Why microalgal biofuels won't save the internal combustion machine
|Jan B. van Beilen *|
|University of Lausanne, Switzerland|
|email: Jan B. van Beilen (Jan.VanBeilen@unil.ch)|
*Correspondence to Jan B. van Beilen, Department of Molecular Plant Biology, Le Biophore, Quartier Sorge, University of Lausanne, CH-1015 Lausanne, Switzerland.
|microalgae • biofuels • biodiesel • yield • cost • energy balance • commercial|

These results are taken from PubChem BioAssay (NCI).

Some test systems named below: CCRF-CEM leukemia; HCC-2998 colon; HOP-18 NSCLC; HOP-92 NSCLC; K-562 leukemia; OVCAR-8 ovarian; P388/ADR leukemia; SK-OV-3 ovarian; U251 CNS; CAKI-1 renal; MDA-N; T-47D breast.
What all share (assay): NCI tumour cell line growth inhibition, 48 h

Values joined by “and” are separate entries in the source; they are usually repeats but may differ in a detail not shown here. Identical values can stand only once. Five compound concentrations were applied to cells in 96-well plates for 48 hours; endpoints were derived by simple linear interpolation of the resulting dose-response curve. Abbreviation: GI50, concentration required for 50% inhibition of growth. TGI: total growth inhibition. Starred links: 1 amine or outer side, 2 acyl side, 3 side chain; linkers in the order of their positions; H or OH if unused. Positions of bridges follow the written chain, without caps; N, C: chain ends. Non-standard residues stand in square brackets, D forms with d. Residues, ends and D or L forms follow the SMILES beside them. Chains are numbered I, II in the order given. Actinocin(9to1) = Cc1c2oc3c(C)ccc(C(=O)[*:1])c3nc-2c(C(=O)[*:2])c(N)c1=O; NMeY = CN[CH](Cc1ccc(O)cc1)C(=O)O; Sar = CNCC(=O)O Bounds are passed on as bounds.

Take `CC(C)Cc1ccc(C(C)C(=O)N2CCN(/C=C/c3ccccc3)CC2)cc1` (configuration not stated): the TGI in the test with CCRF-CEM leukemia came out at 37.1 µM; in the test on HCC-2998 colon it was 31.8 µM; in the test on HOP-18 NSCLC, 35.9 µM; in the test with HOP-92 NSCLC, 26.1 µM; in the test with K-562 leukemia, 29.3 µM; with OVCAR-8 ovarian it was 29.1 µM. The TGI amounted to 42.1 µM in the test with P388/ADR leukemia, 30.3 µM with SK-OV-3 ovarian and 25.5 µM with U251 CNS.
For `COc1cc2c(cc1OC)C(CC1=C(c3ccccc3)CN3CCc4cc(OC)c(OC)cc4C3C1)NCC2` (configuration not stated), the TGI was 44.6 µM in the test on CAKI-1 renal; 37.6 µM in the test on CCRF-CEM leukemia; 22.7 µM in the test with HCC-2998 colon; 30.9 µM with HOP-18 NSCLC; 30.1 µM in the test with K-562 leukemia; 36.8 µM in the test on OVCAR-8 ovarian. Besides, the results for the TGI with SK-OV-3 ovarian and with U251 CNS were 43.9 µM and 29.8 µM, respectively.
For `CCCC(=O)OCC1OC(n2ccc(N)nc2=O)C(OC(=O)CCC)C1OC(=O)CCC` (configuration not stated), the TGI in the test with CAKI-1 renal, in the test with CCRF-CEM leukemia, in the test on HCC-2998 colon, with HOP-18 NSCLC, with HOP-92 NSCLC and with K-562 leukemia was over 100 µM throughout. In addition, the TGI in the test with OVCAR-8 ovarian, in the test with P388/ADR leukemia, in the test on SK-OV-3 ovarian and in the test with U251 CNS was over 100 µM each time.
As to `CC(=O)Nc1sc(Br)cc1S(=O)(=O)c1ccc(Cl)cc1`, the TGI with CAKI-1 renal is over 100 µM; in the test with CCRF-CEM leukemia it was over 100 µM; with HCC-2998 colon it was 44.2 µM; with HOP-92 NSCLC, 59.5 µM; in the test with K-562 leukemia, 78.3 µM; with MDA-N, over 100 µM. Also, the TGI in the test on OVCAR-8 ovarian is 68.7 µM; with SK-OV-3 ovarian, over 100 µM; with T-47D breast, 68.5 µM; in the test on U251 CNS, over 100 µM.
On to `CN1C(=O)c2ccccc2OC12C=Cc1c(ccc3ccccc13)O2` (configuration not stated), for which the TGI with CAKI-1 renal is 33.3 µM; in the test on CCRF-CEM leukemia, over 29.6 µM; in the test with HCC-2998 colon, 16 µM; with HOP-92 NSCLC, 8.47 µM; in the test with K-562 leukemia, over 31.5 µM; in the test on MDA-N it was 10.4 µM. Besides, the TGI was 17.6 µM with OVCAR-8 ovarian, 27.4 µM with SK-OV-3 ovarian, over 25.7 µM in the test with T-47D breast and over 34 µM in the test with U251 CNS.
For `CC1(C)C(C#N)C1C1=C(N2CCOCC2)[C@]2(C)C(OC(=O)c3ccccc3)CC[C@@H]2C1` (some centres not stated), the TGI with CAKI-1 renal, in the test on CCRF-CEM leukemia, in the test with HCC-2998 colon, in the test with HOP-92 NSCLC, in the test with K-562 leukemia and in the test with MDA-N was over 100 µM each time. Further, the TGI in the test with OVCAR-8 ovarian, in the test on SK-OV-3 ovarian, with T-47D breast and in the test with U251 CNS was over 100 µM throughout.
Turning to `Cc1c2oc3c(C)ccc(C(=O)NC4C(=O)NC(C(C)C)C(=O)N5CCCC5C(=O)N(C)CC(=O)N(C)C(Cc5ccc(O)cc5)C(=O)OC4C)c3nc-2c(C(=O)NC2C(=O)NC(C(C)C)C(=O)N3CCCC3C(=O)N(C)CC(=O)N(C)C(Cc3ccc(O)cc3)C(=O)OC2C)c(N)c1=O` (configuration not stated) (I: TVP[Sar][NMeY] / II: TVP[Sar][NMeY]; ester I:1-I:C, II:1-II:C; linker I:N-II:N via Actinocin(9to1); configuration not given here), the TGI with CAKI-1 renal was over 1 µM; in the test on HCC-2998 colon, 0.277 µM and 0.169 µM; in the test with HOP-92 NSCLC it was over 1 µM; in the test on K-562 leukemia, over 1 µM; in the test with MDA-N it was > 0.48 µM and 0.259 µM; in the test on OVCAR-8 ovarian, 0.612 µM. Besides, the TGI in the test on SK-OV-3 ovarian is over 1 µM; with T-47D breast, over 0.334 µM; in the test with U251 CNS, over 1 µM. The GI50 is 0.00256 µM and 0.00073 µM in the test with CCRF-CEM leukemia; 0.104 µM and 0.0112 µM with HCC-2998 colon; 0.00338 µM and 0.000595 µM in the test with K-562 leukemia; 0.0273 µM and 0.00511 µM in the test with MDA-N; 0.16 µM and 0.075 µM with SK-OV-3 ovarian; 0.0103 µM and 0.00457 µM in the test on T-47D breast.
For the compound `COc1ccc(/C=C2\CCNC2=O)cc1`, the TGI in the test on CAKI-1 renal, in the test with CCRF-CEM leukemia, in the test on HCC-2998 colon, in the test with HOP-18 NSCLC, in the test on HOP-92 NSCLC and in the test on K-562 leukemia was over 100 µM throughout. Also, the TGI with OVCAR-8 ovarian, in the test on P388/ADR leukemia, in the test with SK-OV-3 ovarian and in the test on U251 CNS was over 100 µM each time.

|Proponents of microalgae biofuel technologies often claim that the world demand of liquid fuels, about 5 trillion liters per year, could be supplied by microalgae cultivated on only a few tens of millions of hectares. This perspective reviews this subject and points out that such projections are greatly exaggerated, because (1) the productivities achieved in large-scale commercial microalgae production systems, operated year-round, do not surpass those of irrigated tropical crops; (2) cultivating, harvesting and processing microalgae solely for the production of biofuels is simply too expensive using current or prospective technology; and (3) currently available (limited) data suggest that the energy balance of algal biofuels is very poor. Thus, microalgal biofuels are no panacea for depleting oil or global warming, and are unlikely to save the internal combustion machine. Copyright © 2009 Society of Chemical Industry and John Wiley & Sons, Ltd|